BBC-1: Of Arteries, Patient Nutrition, and Pogonophoras

To understand what is going on in this post, take 5 minutes to read this one. It’s an introduction to the concept of Biomimicry Biweekly Challenge. Besides, you all are very brave to have read my incoherent thoughts this far. Stay strong! You can get through this!

Of birthdays, arteries, and Möbius strips

It all comes down to my husband, again. Well, to him and his bookshelf. Have you ever heard of a book “Imagining the Tenth Dimension” by Rob Bryanton? I highly recommend reading it, if you are into mind-expanding exercises.

According to Rob, as we move through the fourth dimension – time – we are very much like an ant on a Möbius strip. To us, time feels like a straight line, moving from past to the future. But as we move along the straight line, our choices are constantly branching in the fifth dimension. When we look back in time, it feels like a straight line to us moving in the fourth dimension, but that straight line is an illusion.

As you read this post, your fifth-dimensional self might now have two main branches – one would be the version of you that continues reading into the next paragraph, while another would be the one who decides to take a break and go do something else.

 Scenario 1

Hello to all those fifth-dimensional selves, who have chosen to tread onto the next paragraph! Let me introduce you to Mykola and Max.

Myk is a computer scientist, specializing in game programming. This particular choice of branch was influenced by his father, who specializes in cybernetics, by Myk’s exposure to computers and games at a very early age, and many other factors. He is also surrounded by the multitude of paths, one of which might as well lead him to become a surgeon. This has been his dream for many years. In the future – if chance, choice, and the actions of others permits – Myk will achieve his dream, regardless of how improbable it may seem at the moment.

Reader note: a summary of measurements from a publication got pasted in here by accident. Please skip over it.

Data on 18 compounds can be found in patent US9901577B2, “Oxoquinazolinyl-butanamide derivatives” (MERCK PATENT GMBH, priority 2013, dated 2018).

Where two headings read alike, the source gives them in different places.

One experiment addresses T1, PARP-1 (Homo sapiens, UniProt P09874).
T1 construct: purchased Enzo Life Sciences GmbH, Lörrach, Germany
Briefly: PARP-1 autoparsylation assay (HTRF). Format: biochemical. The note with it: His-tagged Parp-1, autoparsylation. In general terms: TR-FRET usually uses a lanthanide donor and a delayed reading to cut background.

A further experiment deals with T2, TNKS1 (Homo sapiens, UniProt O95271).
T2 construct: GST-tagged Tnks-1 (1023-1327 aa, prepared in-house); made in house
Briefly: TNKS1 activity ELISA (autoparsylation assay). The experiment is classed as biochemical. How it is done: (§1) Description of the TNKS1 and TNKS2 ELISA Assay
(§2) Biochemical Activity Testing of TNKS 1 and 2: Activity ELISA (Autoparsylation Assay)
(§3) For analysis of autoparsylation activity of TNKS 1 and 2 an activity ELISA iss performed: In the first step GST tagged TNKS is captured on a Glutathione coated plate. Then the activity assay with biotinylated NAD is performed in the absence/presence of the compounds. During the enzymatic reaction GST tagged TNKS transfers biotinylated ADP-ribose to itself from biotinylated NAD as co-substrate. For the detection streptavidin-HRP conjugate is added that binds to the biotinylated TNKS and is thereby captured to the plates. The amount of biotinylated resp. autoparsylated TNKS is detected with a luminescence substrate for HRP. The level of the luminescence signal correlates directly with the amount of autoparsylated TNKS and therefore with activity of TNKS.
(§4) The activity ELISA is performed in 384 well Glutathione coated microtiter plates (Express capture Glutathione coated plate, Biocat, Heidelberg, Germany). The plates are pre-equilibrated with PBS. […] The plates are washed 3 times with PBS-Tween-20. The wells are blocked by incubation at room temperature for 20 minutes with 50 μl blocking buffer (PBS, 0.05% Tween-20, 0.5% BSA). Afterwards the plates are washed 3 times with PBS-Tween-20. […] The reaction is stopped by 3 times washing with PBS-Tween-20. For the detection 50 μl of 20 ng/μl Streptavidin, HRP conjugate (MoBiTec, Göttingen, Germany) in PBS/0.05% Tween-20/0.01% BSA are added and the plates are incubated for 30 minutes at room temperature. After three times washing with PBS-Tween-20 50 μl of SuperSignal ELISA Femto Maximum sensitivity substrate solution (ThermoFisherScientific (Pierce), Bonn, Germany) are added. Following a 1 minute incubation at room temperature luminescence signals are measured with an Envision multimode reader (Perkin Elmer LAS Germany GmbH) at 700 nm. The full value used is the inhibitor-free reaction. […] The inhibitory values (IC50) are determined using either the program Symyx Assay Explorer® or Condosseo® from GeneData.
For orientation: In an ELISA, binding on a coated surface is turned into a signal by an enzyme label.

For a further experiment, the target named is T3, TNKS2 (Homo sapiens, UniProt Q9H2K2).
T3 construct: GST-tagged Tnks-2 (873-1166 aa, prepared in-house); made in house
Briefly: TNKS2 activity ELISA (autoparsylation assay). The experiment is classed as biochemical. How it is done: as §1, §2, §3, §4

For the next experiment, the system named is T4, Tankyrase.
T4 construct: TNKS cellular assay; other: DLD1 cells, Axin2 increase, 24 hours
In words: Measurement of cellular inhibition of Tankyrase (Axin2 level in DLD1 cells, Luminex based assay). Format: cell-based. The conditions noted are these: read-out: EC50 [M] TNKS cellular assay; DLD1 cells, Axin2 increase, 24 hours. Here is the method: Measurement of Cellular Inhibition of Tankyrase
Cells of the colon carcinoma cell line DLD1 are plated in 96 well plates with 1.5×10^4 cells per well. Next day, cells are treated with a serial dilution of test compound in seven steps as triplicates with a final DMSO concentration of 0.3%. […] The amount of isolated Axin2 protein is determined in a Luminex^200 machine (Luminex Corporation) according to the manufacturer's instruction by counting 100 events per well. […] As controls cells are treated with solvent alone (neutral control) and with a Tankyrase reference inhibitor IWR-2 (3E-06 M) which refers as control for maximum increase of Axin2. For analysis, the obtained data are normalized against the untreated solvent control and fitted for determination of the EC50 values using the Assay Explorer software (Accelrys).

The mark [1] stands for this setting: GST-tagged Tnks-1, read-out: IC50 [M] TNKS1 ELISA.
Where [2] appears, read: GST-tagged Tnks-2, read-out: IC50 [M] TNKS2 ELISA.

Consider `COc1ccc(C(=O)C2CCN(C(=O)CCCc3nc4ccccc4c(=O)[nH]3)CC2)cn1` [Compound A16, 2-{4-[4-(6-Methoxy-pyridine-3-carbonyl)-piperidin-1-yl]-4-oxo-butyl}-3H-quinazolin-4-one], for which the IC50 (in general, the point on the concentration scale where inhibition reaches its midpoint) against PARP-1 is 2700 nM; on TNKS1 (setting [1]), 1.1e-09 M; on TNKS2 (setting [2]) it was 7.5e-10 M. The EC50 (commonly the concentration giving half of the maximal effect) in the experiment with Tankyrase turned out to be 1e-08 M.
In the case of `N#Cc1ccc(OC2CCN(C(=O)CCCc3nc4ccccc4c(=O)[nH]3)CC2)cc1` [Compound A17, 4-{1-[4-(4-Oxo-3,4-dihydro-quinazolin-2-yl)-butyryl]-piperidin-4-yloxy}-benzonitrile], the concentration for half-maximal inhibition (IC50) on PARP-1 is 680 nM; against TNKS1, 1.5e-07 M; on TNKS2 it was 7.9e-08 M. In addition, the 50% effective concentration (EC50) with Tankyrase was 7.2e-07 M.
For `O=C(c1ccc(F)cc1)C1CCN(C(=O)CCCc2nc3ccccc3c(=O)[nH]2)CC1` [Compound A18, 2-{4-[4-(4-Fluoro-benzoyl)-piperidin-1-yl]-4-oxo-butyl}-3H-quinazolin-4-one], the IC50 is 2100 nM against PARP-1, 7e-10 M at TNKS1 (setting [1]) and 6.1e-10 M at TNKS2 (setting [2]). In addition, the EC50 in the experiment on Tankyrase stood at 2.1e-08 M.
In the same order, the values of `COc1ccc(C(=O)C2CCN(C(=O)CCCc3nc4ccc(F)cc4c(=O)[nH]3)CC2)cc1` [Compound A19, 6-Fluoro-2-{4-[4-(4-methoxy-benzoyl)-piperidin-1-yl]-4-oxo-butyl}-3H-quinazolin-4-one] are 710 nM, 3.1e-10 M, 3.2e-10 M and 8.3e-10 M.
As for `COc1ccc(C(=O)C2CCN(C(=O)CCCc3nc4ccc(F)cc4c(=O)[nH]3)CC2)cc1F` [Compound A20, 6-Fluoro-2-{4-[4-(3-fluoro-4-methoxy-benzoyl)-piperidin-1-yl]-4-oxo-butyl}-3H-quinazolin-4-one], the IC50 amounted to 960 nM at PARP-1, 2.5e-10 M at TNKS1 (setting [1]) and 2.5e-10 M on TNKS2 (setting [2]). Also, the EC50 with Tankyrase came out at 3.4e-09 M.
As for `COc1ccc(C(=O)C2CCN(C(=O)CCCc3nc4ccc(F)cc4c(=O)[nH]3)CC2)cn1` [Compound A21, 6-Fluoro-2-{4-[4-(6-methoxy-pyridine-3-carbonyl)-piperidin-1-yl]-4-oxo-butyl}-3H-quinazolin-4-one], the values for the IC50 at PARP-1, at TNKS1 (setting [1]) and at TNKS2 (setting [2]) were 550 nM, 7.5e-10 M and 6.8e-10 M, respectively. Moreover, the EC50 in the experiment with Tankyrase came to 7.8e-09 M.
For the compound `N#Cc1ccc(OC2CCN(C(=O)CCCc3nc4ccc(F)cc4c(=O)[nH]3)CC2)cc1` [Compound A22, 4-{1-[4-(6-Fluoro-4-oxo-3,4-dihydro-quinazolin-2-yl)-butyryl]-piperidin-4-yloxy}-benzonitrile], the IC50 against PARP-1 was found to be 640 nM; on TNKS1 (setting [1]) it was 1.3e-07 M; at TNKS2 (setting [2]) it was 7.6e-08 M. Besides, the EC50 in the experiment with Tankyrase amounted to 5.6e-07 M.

On one of his birthdays, Myk was given a book – titled “The Human Body” – with beautiful illustrations explaining the structure, functions, and malfunctions of the machine we operate. This action, in principle, led me to my first Biomimicry Challenge.

A scan from a book that really caught my attention!

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Gliding in the wind: Biomimicry approach to death and life

As an interlude, here’s a short exercise I worked on as a very personal project. A cremation urn inspired by nature: Gliding in the Wind.

A page from my sketchbook. Physical properties and suspected functions of a mysterious object. Writing: Dr. Sandra Dudley. March, 2010. La Cusinga Lodge, Costa Rica

I had this project in mind for quite a while, ever since I attended the Biomimicry workshop in Costa Rica. There was this one activity, when my partner – Dr. Sandra Dudley – would hand me various natural objects  to explore through touch, smell, sound, even taste – all senses but my eyes (I was blindfolded). After listing all the different properties I discovered, my next task would be to list the function for each property.

Turns out, I was way off! What I thought was some sort of a leaf with properties to ward off predators, turned out to be a seed of Alsomitra macrocarpa vine. If you follow the link, there is a remarkable footage of a falling Alsomitra vine seeds, which use paper-thin wings to disperse like giant gliders. If that didn’t convince you to watch it, the footage is narrated by David Attenborough. Go!

There was a time in my life when I was very ill, and thoughts about life and death accompanied me everywhere. Some of these thoughts came back as a surprise, when Karen Allen explained to me the function of this beautiful glider. One year later – as a Biomimicry workshop anniversary-present-to-myself – I decided to get it out of my system though the project on memories and personal connections (twisted present, I know).

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